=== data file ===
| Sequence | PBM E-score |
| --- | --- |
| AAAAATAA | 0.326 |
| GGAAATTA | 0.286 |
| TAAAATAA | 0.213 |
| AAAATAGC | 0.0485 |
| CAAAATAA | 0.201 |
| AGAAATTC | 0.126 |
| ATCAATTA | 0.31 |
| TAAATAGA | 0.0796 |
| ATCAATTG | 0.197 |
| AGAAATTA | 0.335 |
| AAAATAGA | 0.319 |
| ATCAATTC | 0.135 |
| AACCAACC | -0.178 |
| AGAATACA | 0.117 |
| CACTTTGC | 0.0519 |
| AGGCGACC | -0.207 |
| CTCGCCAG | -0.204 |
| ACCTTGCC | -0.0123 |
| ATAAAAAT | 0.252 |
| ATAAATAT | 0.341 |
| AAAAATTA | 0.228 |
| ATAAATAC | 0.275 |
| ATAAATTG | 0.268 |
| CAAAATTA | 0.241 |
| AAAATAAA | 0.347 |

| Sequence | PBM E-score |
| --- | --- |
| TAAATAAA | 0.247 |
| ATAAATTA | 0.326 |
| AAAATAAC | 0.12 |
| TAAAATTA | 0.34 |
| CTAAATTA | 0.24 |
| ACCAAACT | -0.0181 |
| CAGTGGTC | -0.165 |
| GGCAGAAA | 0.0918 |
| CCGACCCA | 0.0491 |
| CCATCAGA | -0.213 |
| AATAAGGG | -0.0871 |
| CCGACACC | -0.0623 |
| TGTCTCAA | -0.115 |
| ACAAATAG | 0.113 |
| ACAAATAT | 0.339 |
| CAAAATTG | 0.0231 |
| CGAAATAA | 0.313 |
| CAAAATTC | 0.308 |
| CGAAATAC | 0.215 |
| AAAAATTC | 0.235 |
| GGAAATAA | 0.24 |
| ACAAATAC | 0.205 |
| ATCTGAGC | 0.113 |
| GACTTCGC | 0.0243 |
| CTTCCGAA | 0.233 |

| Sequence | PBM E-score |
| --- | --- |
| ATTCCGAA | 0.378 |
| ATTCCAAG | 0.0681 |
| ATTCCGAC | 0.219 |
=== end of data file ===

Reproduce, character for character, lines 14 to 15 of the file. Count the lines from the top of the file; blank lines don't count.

| ATCAATTC | 0.135 |
| AACCAACC | -0.178 |